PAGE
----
The column is available on the London Free Press website and also appears below.
This weekend marks the 65th anniversary of the Allied firebombing of Dresden, a horrific raid that killed 30,000 civilians and left much of the city a smoldering ruin. With the exception of the atomic bombings of Hiroshima and Nagaski, no action by the Allies in the Second World War has generated so much moral condemnation. Ever since, critics have charged that the city was defenseless and of no military value. Neither of these claims is entirely true, but even Winston Churchill conceded that the attack represented a serious “query” against the moral conduct of Allies.
Area bombing — the indiscriminate targeting of enemy cities rather than specific war-related industries and military targets — was a tactic adopted by the RAF’s Bomber Command in 1941. It was a sensible decision at the time. The British were without major allies and confronted by a totalitarian enemy that had conquered all of western Europe. Without the technological means to target war industries precisely, Bomber Command aimed at what it couldn’t miss: whole towns and cities. By late 1944, however, area bombing had taken on an enormous inertia of its own, and Bomber Command continued to reduce towns and cities to rubble and ash long after there was any prospect of German victory.
Major anniversaries of this kind always stir up a brouhaha, but the controversy over the strategic bombing offensive has been simmering away for decades now. Historians and military men of unimpeachable patriotic credentials have been raising serious questions about the campaign’s efficacy and morality ever since the first bomb fell. Today, most scholars agree that the Anglo-American bomber offensive cracked German morale, destroyed the Luftwaffe, and dealt heavy blows to Hitler’s war industry.
But were the attacks moral? This is a different question entirely. Historians tread lightly here, for we are wary travelers in the realm of moral philosophy. Some people would argue that historians have no business making moral judgments at all, but clearly this will not do. Surely no one would deny us the right to condemn Hitler, or Stalin, or Mao. Nor should we submit to the temptation of moral relativism, for we cannot judge monsters by their own monstrous standards. By what standard can we judge, then? Certainly not our own. What about judging by the moral standards of the time? Again, we must be cautious. There was no consensus about the morality of killing enemy civilians at the time, as evidenced by the fact that Allied propaganda consistently downplayed or even covered up the fact that British, Canadian, and American bombers were killing women and children. These are difficult matters. But where the moral debate over the bombing of Dresden goes awry, in my opinion, is in focusing too much on the actions of the Allies, and not enough on the war guilt of the enemy.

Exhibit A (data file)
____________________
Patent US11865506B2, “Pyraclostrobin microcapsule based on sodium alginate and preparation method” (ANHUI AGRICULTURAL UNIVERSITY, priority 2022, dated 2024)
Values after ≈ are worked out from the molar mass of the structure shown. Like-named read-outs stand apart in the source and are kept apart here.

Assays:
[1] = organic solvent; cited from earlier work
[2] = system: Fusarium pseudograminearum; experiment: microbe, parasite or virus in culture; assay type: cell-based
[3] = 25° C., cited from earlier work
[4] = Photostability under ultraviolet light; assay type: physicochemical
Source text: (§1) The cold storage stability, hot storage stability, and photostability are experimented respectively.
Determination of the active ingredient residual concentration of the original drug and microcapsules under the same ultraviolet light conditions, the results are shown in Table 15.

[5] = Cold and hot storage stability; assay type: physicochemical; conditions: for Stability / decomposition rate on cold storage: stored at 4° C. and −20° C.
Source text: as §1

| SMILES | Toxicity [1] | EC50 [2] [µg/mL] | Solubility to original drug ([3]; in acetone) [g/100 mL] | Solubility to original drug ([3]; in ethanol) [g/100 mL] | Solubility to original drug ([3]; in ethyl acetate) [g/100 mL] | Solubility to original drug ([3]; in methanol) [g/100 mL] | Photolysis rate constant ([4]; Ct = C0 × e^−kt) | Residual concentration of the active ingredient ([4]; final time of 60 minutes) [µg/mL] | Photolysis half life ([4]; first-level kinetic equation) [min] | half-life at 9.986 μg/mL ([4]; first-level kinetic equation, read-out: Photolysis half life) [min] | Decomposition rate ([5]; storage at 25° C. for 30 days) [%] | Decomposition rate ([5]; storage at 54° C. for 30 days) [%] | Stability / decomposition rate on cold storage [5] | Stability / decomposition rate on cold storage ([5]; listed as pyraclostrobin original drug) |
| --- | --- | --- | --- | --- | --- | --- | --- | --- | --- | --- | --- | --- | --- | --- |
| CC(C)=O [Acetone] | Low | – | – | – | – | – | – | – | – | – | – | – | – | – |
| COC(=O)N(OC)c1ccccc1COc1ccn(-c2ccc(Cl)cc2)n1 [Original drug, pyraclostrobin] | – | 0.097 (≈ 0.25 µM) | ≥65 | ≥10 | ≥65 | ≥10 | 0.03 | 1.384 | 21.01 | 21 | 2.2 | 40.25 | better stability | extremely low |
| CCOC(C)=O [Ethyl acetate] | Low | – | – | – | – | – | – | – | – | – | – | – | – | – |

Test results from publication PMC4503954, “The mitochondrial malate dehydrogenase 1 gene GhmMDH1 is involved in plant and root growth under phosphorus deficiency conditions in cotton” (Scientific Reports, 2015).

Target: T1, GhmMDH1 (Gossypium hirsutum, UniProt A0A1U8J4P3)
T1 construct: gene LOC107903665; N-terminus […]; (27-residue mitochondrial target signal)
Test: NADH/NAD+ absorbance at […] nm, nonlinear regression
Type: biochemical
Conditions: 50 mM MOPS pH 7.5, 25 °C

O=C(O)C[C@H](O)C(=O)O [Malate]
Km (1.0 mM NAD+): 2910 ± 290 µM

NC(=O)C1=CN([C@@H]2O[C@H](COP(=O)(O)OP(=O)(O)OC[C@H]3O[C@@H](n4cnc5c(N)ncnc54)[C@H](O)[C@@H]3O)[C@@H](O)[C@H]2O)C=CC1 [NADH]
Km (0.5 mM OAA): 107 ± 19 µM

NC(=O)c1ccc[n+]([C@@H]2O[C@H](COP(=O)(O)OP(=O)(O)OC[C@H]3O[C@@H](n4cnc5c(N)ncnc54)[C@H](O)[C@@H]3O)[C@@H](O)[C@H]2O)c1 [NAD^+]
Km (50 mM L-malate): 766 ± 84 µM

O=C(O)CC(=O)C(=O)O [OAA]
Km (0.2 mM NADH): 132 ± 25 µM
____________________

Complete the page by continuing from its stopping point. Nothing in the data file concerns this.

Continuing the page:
In about sixty days in the late spring and early summer of 1943, the Second World War turned decisively against the Germans. In May 1943, they effectively conceded defeat in the Battle of Atlantic by withdrawing their U-Boats from convoy routes. Then, in July, a succession of haymakers sent the Axis reeling: the German offensive against the Soviets at Kursk was repulsed with catastrophic losses; the Allies invaded Sicily and Mussolini’s government fell; and a dreadful firestorm immolated Hamburg and perhaps 40,000 of its people following a heavy raid by Bomber Command. After that summer of 1943, and certainly no later the D-Day, a year later, it was no longer possible for any rational person to doubt what the eventual outcome of the war would be. The Nazis’ continued resistance was explicable only in light of their pathological addiction to redrawing the racial map of Europe through murder. Fighting on served no purpose except to continue the bloodletting for its own sake. Too often, we forget this, and instead chastise the Allies for their heavy handed prosecution of a war that the Nazis started in the first place and then refused to end. After the Holocaust itself, this is the worst of the atrocities that the Nazis committed: their refusal to surrender unconditionally, even long after it was clear that unconditional surrender would be eventual outcome anyway. How many millions died, in the final months of the war, to satiate the Nazis’ insatiable bloodlust?
We cannot know, for certain. But we can certainly add the dead at Dresden to their numbers. The thousands who died by fire and asphyxiation at Dresden were victims not just of the remorseless logic of Allied area bombing, but also the death fetishism of a government which many of them had once cheered onwards to victory.